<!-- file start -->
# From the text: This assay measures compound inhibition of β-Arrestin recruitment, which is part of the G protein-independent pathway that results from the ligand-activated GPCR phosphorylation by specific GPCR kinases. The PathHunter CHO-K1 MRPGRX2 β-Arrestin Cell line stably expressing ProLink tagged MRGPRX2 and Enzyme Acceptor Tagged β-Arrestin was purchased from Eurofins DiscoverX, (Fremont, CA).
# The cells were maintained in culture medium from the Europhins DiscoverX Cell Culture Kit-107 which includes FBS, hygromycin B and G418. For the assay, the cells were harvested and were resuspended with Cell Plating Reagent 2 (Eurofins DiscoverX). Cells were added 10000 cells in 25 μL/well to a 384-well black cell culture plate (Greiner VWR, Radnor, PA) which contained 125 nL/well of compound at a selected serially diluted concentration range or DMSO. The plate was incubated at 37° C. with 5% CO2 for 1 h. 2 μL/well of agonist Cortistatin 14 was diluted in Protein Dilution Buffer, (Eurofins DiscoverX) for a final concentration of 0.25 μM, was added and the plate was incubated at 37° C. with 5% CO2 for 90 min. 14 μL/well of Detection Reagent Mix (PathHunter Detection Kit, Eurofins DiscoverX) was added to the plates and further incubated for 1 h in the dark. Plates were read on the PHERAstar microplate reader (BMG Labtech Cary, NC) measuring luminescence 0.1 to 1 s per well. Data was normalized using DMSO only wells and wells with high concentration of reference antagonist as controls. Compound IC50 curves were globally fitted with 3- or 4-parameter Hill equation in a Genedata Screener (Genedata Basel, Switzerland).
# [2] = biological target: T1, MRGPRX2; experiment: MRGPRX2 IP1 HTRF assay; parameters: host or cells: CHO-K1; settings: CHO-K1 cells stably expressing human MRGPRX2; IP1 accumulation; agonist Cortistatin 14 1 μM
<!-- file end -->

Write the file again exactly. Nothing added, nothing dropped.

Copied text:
# From the text: This assay measures compound inhibition of β-Arrestin recruitment, which is part of the G protein-independent pathway that results from the ligand-activated GPCR phosphorylation by specific GPCR kinases. The PathHunter CHO-K1 MRPGRX2 β-Arrestin Cell line stably expressing ProLink tagged MRGPRX2 and Enzyme Acceptor Tagged β-Arrestin was purchased from Eurofins DiscoverX, (Fremont, CA).
# The cells were maintained in culture medium from the Europhins DiscoverX Cell Culture Kit-107 which includes FBS, hygromycin B and G418. For the assay, the cells were harvested and were resuspended with Cell Plating Reagent 2 (Eurofins DiscoverX). Cells were added 10000 cells in 25 μL/well to a 384-well black cell culture plate (Greiner VWR, Radnor, PA) which contained 125 nL/well of compound at a selected serially diluted concentration range or DMSO. The plate was incubated at 37° C. with 5% CO2 for 1 h. 2 μL/well of agonist Cortistatin 14 was diluted in Protein Dilution Buffer, (Eurofins DiscoverX) for a final concentration of 0.25 μM, was added and the plate was incubated at 37° C. with 5% CO2 for 90 min. 14 μL/well of Detection Reagent Mix (PathHunter Detection Kit, Eurofins DiscoverX) was added to the plates and further incubated for 1 h in the dark. Plates were read on the PHERAstar microplate reader (BMG Labtech Cary, NC) measuring luminescence 0.1 to 1 s per well. Data was normalized using DMSO only wells and wells with high concentration of reference antagonist as controls. Compound IC50 curves were globally fitted with 3- or 4-parameter Hill equation in a Genedata Screener (Genedata Basel, Switzerland).
# [2] = biological target: T1, MRGPRX2; experiment: MRGPRX2 IP1 HTRF assay; parameters: host or cells: CHO-K1; settings: CHO-K1 cells stably expressing human MRGPRX2; IP1 accumulation; agonist Cortistatin 14 1 μM